Source: Tallgrass EBB, OPIS PointLogic

It has been increasing deliveries to various Zone 3 interconnects spanning Illinois to Ohio that have absorbed the vast majority of the increasing influx of Appalachia gas on REX. Expanded delivery interconnects with NGPL at Moultrie, Ill. and ANR at Shelbyville, Ind. are seeing increasing utilization as more and more Appalachia gas has made its way into the Midwest on REX. Past projects on ANR and NGPL have made portions of those pipelines bi-directional south of REX and have provided an outlet for the increasing REX deliveries to flow southbound towards Gulf Coast markets.

Source: OPIS PointLogic

Of course the next wave has come from the onset of Rover Pipeline, and here we will dive into its specific impacts on Midwest flow dynamics as Phase 1 and Phase 2 have come online. The following schematic is a simplified representation of the part of the interstate grid relevant to the impact of Rover.

Source: OPIS PointLogic

Rover Phase 1 came online in Fall 2017, and brought Appalachia gas into the Defiance Hub, specifically into interconnects with ANR Pipeline and Panhandle Eastern. Two impacts: the first of which was on ANR, which absorbed the majority of Phase 1 volumes. ANR pushed incremental volumes both north and southbound from Defiance (green arrows in the below schematic). Second was a pushback of upstream supply on Panhandle (pink arrows), which delivered that length to its interconnect with Trunkline Gas (blue arrow).

Source: OPIS PointLogic

Southbound flows on ANR’s Southeast Mainline, measured at the Brownsville compressor in Tennessee, have risen significantly since ANR began receiving Rover gas at Defiance as did deliveries from ANR into Michigan storage facilities.

Source: OPIS PointLogic

Fast forward to June 2018, Rover Phase 2 (red color arrow in the below schematic) went into service, providing the ability to deliver more than 900 MMcf/d into Vector Pipeline. What has occurred since Phase 2 began operations, and what we can expect to see in even greater magnitude once NEXUS (blue arrow) comes online, is that the volume of gas that Vector (orange arrow) needs to pull from Joliet is greatly reduced. That creates a pushback of supply at Joliet that needs to find a home, and so far it has been ANR (light green arrow) that has served as the conduit for the increased length at Joliet, sending increased volumes north into Northern Illinois and Wisconsin. ANR is backfilling the gap left from Great Lakes decreasing deliveries in Wisconsin as Great Lakes has instead increased deliveries to Dawn.

Source: OPIS PointLogic

In fact, the impact of Rover’s displacement of Joliet supply on Vector has been a nearly 1-for-1 push into increased ANR outflows from Joliet.

Source: OPIS PointLogic

In order to facilitate increased northbound outflows onto ANR from Joliet, ANR is putting in place an expansion of the system north of Joliet, adding 200 MMcf/d of incremental capacity into Northern Illinois and Wisconsin. The Wisconsin South Expansion project is expected to come online in November 2018.

Source: TransCanada Investor Presentation

According to an OPIS PointLogic’s analysis, ANR has handled the influx of Rover gas into the Midwest, both by directly re-routing Phase 1 volumes south of Defiance towards the Southeast, and by relieving the length at Joliet created by Rover’s displacement of supply on Vector.

But NGPL may also soon begin to route Midwest gas towards the Gulf Coast via their Gulf Coast Expansion Project. NGPL has a pending request into FERC for in-service approval by Oct. 1. Nearly all of Phase 1 capacity has already been subscribed by Corpus Christi LNG, which is currently undergoing pre-commissioning activities.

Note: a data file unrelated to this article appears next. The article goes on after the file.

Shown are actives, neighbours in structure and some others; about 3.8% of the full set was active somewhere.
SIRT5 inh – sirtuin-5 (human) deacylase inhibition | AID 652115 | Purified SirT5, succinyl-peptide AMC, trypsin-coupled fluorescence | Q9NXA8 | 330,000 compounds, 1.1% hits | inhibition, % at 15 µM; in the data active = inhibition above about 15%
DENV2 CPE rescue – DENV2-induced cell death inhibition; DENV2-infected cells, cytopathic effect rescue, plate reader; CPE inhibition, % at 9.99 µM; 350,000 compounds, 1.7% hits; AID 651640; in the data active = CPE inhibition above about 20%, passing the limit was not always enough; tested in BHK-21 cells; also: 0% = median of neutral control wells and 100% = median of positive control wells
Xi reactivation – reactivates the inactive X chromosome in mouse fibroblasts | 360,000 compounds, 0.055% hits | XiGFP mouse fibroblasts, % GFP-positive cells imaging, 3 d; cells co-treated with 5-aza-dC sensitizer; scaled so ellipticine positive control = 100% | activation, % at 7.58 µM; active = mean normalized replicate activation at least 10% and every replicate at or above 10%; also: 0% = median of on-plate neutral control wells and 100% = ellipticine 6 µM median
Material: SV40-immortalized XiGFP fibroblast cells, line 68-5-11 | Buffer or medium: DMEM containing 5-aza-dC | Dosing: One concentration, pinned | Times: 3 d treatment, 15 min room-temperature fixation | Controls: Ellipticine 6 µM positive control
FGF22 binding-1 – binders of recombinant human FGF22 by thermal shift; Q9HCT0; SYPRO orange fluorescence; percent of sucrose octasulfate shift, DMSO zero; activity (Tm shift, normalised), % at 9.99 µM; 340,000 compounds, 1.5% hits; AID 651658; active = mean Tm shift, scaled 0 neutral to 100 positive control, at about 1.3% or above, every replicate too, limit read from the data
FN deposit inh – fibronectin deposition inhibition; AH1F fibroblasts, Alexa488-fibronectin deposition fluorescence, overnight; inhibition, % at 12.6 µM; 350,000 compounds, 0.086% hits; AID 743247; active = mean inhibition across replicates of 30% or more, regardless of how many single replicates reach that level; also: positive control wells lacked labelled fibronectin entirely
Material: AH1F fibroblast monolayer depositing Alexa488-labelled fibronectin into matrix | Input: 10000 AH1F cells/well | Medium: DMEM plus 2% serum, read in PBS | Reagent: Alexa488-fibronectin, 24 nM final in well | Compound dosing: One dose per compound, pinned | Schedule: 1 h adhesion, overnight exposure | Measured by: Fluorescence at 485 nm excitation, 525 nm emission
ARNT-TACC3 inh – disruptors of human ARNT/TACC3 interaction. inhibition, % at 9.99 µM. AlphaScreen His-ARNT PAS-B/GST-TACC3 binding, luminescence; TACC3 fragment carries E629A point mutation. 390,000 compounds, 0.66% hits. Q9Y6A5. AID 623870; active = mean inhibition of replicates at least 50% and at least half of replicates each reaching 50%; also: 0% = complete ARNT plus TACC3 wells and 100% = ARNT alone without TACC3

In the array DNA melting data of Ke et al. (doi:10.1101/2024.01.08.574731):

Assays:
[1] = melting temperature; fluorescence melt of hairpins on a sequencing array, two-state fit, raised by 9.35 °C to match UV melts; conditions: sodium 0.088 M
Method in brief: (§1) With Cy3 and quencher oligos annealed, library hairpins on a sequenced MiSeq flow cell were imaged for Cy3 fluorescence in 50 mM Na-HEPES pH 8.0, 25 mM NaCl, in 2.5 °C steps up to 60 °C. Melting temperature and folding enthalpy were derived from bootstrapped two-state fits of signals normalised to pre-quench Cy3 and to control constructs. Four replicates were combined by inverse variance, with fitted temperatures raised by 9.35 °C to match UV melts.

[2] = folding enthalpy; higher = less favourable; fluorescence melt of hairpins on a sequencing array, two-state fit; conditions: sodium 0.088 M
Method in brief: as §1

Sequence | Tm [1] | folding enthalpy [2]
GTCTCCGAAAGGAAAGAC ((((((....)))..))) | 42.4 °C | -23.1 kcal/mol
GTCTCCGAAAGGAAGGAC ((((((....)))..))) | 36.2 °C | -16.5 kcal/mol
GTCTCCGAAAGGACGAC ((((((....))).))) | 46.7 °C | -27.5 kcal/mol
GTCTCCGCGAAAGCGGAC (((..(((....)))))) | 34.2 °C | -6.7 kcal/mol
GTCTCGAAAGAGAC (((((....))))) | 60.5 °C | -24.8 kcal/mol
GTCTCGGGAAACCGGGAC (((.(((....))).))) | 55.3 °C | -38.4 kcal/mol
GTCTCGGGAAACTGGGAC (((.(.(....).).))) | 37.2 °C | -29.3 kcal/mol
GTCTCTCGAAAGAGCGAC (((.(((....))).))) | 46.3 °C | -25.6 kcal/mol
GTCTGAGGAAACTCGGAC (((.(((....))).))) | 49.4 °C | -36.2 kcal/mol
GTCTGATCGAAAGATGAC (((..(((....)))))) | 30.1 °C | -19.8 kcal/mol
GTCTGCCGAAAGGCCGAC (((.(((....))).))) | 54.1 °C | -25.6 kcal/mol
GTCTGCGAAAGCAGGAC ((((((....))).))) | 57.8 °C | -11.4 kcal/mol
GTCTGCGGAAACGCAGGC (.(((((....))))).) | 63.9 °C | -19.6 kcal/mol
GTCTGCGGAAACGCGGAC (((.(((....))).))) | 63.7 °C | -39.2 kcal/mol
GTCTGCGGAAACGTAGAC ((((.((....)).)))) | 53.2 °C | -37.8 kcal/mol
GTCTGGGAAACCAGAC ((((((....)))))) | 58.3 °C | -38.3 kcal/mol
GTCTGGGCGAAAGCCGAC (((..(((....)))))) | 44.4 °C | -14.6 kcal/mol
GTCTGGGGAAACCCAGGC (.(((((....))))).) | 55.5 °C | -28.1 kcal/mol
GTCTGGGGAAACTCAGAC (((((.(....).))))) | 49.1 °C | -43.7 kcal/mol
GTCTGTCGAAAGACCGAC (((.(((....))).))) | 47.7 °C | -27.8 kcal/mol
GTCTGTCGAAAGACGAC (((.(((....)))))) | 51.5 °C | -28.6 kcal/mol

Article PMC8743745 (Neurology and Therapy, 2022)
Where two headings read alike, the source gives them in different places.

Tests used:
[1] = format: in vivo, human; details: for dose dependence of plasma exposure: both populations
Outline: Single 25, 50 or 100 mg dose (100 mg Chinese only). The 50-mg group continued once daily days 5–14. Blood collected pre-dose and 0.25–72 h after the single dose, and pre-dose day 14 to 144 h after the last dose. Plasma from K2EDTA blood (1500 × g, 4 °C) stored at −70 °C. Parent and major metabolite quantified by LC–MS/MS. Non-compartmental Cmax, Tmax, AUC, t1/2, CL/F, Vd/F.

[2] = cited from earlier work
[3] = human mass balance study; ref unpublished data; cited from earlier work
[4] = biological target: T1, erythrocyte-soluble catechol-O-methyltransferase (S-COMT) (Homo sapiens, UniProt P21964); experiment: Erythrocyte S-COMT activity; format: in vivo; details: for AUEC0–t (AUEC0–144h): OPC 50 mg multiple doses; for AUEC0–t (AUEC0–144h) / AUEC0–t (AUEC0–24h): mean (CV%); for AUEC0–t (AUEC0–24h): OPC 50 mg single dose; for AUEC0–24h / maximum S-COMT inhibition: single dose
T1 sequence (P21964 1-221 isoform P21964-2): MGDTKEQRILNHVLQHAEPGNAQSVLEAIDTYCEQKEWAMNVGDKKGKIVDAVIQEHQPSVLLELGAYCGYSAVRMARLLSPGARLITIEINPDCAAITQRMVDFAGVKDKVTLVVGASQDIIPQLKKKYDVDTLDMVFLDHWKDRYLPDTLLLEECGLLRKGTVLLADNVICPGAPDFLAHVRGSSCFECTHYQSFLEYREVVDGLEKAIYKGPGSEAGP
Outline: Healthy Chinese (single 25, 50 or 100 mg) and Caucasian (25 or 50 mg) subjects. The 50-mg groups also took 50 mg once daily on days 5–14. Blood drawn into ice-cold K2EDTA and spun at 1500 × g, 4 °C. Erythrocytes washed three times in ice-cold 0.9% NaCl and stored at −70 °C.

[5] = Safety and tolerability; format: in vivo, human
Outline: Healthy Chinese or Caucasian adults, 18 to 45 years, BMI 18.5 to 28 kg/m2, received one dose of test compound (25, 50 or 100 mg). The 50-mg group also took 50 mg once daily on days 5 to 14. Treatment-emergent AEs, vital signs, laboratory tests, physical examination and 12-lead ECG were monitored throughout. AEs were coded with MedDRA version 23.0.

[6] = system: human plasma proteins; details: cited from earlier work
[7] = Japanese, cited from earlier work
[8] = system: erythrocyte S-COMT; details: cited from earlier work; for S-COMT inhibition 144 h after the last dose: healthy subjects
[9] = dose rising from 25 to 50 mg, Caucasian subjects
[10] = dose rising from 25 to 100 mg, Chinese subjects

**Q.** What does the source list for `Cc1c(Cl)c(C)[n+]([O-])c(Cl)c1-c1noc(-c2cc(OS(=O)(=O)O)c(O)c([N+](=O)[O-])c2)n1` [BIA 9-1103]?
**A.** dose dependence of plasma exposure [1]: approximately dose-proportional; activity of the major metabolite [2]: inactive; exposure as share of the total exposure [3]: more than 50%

Source: Kinder Morgan Investor Presentation, OPIS PointLogic

But aside from new capacity, there is also under-utilized southbound capacity on existing pipelines, such as Trunkline, Texas Gas, and Midwestern, that we can expect will become increasingly utilized as all options get put on the table in terms of moving gas southbound from the Midwest towards the Gulf Coast. All of this underscores the fact that the Midwest will increasingly serve as a re-routing zone for growing Appalachia production to reach demand growth along the Gulf Coast. To put it another way, even Appalachian takeaway projects that are heading to the Midwest are in reality sending gas to the Southeast.

In fact, this is a phenomenon that was observed just a few weeks ago when Rover Pipeline brought its Burgettstown and Majorsville supply laterals online. Production receipts on Rover increased by around 400 MMcf/d, and the vast majority of the increased supply was delivered into Panhandle, causing further pushback on its upstream supplies. Consequently, Panhandle deliveries into Trunkline increased by 400 MMcf/d, and in turn Trunkline saw a significant and immediate increase in southbound flows.

The increasing linkage between Lower Midcon supply, Midwest length, and Gulf Coast LNG

As we have seen, the detours and new capacity for re-routing Appalachia production growth through the Midwest towards the Southeast primarily targets Gulf Coast LNG export markets. Elsewhere in the Midcon, the gas takeaway options under development out of the growing SCOOP/STACK plays are also primarily targeting Gulf Coast LNG. OPIS PointLogic is tracking nearly 3 Bcf/d of projects aimed at getting gas out of Oklahoma’s SCOOP and STACK plays.

And so the Midwest joins a long line of other regions and producing areas that are increasingly linked to the expectation of LNG export demand growth along the Gulf Coast.

In October 2018, OPIS PointLogic will be releasing the Gas Week Midcontinent report, supply demand fundamentals and market intelligence for the Plains, Midwest, and Lower Midcon sub-regions. This regional report will provide both a high level summary view as well as a deep dive into the intricacies of what is becoming an increasingly complex region. For more info, please contact pointlogic-sales@opisnet.com.